I wasn’t going to write about this because, honestly, I don’t want to get in the middle of a flame war but I do think it is important so here I go anyway.
Recently I was contacted by a reporter for the Omaha World Herald for an article about the lack of women presenters at Nebraska Code Camp. I’d only briefly heard of the matter and honestly didn’t pay too much attention because I was having a very busy week at work and a somewhat busy week at home. I’d never heard of Nebraska Code Camp before, even though it is a tech conference which has been held in Lincoln for the past 4 years. I attended this year’s conference on Saturday, mostly to go to the Open Nebraska event, but I did get to take in a few sessions.
Ross Nelson recently posted a brief account of what happened with a link to a short poll on how to improve tech diversity. Read the links he provides for background info.
I agree with Rebecca Stavick when she says “an apology on behalf of NCC to say ‘sorry, we screwed up, but we’re working to make it right next year’ would go a long way.” What I have been seeing instead are a series of defensive posts, tweets, and comments that don’t exactly make me eager to submit to be a presenter next year.
I totally get that this is a volunteer effort and that time is limited. I really do. I am a lazy person at heart and recognize the tremendous effort that these guys put into this event. All the more reason to just take a step back, do a little bit of research about what to do differently (it really won’t take that long!), and try to do better next year. That’s it. No need to make a last minute rush to get some women speakers or hastily throw together a women in tech panel (I wasn’t at the panel, but I have heard several reports that make me glad I wasn’t there). Achieving diversity at conferences is ultimately a result of wanting and publicly stating a desire for diversity, and then taking a few steps to achieve it.
Unfortunately, one of the conference organizers has made it clear that diversity is not a priority for him:
“Ultimately, it’s not for us to lead the charge in getting more women speakers at tech conferences. That needs to come from within women in technology. We mustn’t do anything to hinder that movement, and we must continue to provide the equal and open opportunity for all, but we can’t drive people to speak. …
We want to have the very best conference we can – and content is king. We’re not doing this to be a vehicle for any sort of social agenda. That said, and like I’ve said before, we are completely open to a more diverse speaker base, and have encouraged diversity. It’s just not the top priority, and never will be. We can’t force this change to happen as a conference, but we’re certainly willing to accommodate it. This means we need to have women who are willing to step up and answer a call for speakers without having to be personally invited or pursued.”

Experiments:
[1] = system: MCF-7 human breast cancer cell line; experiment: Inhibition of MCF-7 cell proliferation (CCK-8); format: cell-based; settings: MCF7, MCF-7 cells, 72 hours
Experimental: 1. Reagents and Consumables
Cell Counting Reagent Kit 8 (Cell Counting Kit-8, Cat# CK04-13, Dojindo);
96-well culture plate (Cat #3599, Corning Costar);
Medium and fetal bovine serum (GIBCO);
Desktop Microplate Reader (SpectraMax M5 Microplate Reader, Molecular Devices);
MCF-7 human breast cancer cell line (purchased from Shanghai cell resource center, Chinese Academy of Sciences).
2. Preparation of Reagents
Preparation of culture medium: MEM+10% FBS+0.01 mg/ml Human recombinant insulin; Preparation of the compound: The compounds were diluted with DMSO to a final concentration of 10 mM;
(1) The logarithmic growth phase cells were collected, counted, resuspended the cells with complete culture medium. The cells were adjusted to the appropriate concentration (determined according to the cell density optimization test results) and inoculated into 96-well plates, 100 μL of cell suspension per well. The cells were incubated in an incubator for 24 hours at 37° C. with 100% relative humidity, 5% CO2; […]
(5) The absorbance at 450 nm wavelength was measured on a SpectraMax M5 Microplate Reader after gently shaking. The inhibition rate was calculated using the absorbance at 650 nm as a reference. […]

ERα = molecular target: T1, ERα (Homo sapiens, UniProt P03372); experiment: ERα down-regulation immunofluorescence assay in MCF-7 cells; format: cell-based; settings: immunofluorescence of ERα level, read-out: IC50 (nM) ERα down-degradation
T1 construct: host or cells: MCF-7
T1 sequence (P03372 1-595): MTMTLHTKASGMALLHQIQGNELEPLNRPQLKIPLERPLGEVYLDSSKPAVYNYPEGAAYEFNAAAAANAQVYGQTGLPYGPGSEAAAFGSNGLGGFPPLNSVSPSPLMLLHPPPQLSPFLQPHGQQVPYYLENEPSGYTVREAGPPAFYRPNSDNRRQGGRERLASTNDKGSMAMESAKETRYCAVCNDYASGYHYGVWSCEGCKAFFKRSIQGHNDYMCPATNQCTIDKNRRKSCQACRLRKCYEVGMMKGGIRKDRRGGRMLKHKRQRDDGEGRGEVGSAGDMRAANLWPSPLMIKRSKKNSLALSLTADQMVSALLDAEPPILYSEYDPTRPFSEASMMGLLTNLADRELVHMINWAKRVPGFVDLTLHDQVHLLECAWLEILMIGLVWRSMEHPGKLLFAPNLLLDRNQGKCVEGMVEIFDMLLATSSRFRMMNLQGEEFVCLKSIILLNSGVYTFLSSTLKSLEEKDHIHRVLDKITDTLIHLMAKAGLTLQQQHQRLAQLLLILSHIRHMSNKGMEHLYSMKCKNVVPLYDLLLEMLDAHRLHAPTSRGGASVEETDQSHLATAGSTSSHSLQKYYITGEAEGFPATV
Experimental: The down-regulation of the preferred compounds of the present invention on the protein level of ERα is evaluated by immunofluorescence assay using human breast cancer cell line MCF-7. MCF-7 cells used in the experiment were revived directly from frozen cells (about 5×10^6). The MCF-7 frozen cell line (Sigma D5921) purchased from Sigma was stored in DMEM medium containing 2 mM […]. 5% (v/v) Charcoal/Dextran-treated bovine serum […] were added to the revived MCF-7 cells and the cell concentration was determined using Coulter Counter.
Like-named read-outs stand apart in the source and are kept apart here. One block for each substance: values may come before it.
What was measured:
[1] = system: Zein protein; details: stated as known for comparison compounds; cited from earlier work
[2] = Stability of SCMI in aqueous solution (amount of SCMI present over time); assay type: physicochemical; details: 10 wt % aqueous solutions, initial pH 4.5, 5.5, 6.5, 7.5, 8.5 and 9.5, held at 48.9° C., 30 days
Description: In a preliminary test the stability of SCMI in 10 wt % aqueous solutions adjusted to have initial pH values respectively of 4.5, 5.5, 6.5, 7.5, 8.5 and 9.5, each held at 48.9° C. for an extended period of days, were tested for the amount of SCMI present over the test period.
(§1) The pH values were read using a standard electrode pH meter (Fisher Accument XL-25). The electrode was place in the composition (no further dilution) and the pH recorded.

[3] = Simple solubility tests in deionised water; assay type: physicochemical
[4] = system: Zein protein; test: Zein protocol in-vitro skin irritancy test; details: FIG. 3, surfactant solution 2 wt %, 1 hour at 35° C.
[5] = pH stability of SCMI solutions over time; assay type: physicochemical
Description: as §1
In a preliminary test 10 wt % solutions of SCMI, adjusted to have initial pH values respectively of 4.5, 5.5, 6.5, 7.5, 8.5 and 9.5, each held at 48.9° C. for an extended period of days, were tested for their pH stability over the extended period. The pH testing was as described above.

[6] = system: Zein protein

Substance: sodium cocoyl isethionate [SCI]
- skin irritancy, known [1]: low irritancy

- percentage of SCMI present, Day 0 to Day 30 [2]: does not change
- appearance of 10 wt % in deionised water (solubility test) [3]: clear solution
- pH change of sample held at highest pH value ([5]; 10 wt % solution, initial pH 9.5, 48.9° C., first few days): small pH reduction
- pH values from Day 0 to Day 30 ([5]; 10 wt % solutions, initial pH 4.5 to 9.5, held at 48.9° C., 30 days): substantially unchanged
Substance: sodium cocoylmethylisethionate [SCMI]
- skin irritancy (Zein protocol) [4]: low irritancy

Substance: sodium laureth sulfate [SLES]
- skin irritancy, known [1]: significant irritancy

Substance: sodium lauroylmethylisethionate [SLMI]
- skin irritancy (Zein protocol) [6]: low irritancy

I feel zero responsibility to help any conference up their diversity. I wish these guys the best of luck with their conference in the future, but it just doesn’t seem like the place for me as it stands, especially given the many other conferences I can attend that understand that diversity doesn’t just happen.
I hope they change their minds, though, because diversity is important and I’d like this to be a welcoming event that I could attend, present at, and/or recommend to people. I’m not just talking about gender diversity here–all kinds of diversity are important. The reason why isn’t what you think. It’s not about being fair or some kind of self esteem thing. It’s that a diversity of voices builds better things. Without it you’re talking in an echo chamber, which is limiting and leads to limited ideas.
I think this paper “The Importance of Diversity in Engineering” by William A. Wulf, President of the National Academy of Engineering sums it up nicely:
“The whole argument in a nutshell is this. It hinges on the notion that engineering is a profoundly creative profession—not the stereotype, I know, but something I believe deeply. The psychological literature tells us that creativity is not something that just happens. It is the result of making unexpected connections between things we already know. Hence, creativity depends on our life experiences. Without diversity, the life experiences we bring to an engineering problem are limited. As a consequence, we may not find the best engineering solution. We may not find the elegant engineering solution.”
If one did want to make one’s event more diverse, there have been lots of helpful suggestions on how to improve. Megan Hunt’s Facebook post had a bunch of suggestions, and Ashe Dryden’s post Increasing Diversity at Your Conference is a fabulous overview of what to consider.
In the end, it is up to event creators to decide for themselves what kinds of events they want to build, just like it is up to me to decide what events what events I want to attend.
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